Though Wikipedia deems Portland-based acoustic five-piece Horse Feathers “indie folk,” frontman Justin Ringle is less sure. “I don’t even look at it as folk or neo-folk, necessarily,” Ringle tells EW.
Those who remember tracks like the band’s popular, banjo-melodied 2008 single “Working Poor” might be surprised by this conclusion. But alas, it’s true. Horse Feathers has met the same fate as countless other acoustic acts: a movement from emotive, lyric-driven tenderness towards electric sounds, an active rhythm section and empowered, sing-along-ready melodies.
In fact, when describing the group’s newest album So It Is With Us, Ringle says, “I’d almost rather say this is pop that has folk instrumentation.”
But before you lament the dying art of true songwriting and the modern young music listener’s insatiable hunger for instant ear-candy gratification, consider the possibility that Horse Feathers isn’t actually selling out but growing.
“We’ve been doing very, like, folk-style songs for almost 10 years,” Ringle says. He’s right: Horse Feathers has been a primary force in the Pacific Northwestern acoustic indie scene since 2004, and perhaps it really is time for something different.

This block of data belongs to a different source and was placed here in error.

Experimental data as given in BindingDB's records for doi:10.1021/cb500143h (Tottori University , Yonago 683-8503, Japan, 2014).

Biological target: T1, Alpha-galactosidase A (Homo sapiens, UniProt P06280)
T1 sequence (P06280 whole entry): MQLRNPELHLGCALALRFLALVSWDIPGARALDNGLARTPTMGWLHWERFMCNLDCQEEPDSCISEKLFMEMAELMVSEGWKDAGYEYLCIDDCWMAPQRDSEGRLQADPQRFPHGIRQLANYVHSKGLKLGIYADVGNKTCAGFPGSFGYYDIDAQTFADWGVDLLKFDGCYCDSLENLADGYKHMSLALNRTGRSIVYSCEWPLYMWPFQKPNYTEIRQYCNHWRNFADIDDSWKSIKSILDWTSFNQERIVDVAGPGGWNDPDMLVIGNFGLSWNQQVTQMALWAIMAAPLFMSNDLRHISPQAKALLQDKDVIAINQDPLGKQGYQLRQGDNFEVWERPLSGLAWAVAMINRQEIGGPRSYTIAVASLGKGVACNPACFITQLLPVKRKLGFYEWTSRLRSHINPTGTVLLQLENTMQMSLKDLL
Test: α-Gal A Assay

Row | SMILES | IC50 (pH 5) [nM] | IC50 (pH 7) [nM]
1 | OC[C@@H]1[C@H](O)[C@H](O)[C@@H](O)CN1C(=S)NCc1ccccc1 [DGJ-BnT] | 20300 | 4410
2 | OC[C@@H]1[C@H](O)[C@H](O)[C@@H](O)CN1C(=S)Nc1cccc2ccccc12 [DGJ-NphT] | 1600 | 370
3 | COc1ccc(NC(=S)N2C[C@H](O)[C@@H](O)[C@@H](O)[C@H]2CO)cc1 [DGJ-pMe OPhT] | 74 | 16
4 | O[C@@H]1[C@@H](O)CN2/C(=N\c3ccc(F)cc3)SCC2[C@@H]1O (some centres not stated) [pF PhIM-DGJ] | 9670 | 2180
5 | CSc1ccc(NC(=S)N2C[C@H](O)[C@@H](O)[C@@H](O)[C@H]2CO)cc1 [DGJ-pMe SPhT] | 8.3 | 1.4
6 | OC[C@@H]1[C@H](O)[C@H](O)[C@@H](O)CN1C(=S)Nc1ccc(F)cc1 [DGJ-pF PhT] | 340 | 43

As a whole, So It Is With Us manages to retain a lightness and authenticity (aided, of course, by Ringle’s deliciously full vocals) while adding a standard rhythm section and a few electric and synthesized sounds. One major advantage to this is a more active audience experience. “We get to be in it together with them,” Ringle says, “and kind of get a little more energy back.”
Now, the strummers and crooners have returned to the Northwest to finish their national tour in support of the album. The upcoming Eugene show — the very last stop on their tour — is sure to be an impassioned send-off, and this time around, you can count on dancing.
Sara Jackson-Holman joins Horse Feathers 9 pm Saturday, Dec. 13, at WOW Hall; $12 adv., $14 door. All ages.